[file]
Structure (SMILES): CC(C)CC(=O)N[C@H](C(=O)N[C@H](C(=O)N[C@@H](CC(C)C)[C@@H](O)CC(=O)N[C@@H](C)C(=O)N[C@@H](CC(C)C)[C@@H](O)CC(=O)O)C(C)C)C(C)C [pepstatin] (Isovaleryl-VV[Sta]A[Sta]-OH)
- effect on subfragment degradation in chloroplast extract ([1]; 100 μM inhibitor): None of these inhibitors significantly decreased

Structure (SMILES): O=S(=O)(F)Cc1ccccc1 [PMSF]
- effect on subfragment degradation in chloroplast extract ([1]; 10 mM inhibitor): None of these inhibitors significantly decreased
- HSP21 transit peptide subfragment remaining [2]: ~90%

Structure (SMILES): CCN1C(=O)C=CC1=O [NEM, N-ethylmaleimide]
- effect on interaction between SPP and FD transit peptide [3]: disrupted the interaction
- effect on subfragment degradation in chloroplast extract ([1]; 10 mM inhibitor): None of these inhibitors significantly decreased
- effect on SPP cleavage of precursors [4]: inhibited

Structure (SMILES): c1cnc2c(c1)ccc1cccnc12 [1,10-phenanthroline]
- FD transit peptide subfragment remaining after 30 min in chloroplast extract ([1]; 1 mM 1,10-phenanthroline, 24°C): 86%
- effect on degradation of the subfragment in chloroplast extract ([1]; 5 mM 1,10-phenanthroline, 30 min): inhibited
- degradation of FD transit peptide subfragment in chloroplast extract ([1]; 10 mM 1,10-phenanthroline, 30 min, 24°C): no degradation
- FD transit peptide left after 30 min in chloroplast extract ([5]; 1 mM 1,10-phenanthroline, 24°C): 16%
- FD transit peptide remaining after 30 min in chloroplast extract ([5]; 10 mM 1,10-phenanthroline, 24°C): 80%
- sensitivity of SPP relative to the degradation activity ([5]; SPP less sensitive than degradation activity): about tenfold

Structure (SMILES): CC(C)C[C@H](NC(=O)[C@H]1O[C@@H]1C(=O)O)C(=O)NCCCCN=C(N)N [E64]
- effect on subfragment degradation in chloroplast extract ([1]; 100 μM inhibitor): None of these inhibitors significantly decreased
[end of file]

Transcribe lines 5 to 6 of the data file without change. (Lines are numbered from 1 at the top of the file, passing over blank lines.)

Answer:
- HSP21 transit peptide subfragment remaining [2]: ~90%

Structure (SMILES): CCN1C(=O)C=CC1=O [NEM, N-ethylmaleimide]